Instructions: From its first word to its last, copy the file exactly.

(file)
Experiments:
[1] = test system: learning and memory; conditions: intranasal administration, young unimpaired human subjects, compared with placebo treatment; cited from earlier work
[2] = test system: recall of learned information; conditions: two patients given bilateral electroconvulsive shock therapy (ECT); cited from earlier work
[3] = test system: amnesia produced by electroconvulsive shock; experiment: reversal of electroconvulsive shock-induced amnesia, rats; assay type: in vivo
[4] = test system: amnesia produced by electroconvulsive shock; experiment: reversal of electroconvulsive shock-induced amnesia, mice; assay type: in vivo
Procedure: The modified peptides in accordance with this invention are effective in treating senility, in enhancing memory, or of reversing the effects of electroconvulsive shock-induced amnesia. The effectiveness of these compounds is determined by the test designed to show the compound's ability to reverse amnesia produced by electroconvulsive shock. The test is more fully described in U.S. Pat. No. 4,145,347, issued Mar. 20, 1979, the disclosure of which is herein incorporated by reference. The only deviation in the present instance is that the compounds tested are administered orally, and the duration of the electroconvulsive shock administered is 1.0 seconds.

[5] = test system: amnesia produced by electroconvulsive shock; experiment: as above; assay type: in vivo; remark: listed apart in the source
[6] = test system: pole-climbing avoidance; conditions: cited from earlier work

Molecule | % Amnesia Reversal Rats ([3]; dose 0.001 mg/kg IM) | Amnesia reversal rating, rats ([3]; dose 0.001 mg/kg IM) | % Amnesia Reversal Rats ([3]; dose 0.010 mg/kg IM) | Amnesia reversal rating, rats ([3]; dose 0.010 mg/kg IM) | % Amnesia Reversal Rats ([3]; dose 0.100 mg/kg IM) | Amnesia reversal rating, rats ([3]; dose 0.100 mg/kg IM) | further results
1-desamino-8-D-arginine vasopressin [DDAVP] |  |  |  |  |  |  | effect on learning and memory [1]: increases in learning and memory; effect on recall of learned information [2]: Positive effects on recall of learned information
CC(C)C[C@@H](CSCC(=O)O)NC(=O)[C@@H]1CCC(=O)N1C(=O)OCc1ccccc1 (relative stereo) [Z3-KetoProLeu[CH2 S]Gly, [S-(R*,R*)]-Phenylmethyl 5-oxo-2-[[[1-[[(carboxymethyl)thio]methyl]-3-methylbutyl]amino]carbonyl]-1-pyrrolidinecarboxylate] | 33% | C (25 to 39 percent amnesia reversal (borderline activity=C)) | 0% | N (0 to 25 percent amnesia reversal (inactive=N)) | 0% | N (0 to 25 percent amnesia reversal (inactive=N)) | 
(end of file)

Experiments:
[1] = test system: learning and memory; conditions: intranasal administration, young unimpaired human subjects, compared with placebo treatment; cited from earlier work
[2] = test system: recall of learned information; conditions: two patients given bilateral electroconvulsive shock therapy (ECT); cited from earlier work
[3] = test system: amnesia produced by electroconvulsive shock; experiment: reversal of electroconvulsive shock-induced amnesia, rats; assay type: in vivo
[4] = test system: amnesia produced by electroconvulsive shock; experiment: reversal of electroconvulsive shock-induced amnesia, mice; assay type: in vivo
Procedure: The modified peptides in accordance with this invention are effective in treating senility, in enhancing memory, or of reversing the effects of electroconvulsive shock-induced amnesia. The effectiveness of these compounds is determined by the test designed to show the compound's ability to reverse amnesia produced by electroconvulsive shock. The test is more fully described in U.S. Pat. No. 4,145,347, issued Mar. 20, 1979, the disclosure of which is herein incorporated by reference. The only deviation in the present instance is that the compounds tested are administered orally, and the duration of the electroconvulsive shock administered is 1.0 seconds.

[5] = test system: amnesia produced by electroconvulsive shock; experiment: as above; assay type: in vivo; remark: listed apart in the source
[6] = test system: pole-climbing avoidance; conditions: cited from earlier work

Molecule | % Amnesia Reversal Rats ([3]; dose 0.001 mg/kg IM) | Amnesia reversal rating, rats ([3]; dose 0.001 mg/kg IM) | % Amnesia Reversal Rats ([3]; dose 0.010 mg/kg IM) | Amnesia reversal rating, rats ([3]; dose 0.010 mg/kg IM) | % Amnesia Reversal Rats ([3]; dose 0.100 mg/kg IM) | Amnesia reversal rating, rats ([3]; dose 0.100 mg/kg IM) | further results
1-desamino-8-D-arginine vasopressin [DDAVP] |  |  |  |  |  |  | effect on learning and memory [1]: increases in learning and memory; effect on recall of learned information [2]: Positive effects on recall of learned information
CC(C)C[C@@H](CSCC(=O)O)NC(=O)[C@@H]1CCC(=O)N1C(=O)OCc1ccccc1 (relative stereo) [Z3-KetoProLeu[CH2 S]Gly, [S-(R*,R*)]-Phenylmethyl 5-oxo-2-[[[1-[[(carboxymethyl)thio]methyl]-3-methylbutyl]amino]carbonyl]-1-pyrrolidinecarboxylate] | 33% | C (25 to 39 percent amnesia reversal (borderline activity=C)) | 0% | N (0 to 25 percent amnesia reversal (inactive=N)) | 0% | N (0 to 25 percent amnesia reversal (inactive=N)) | 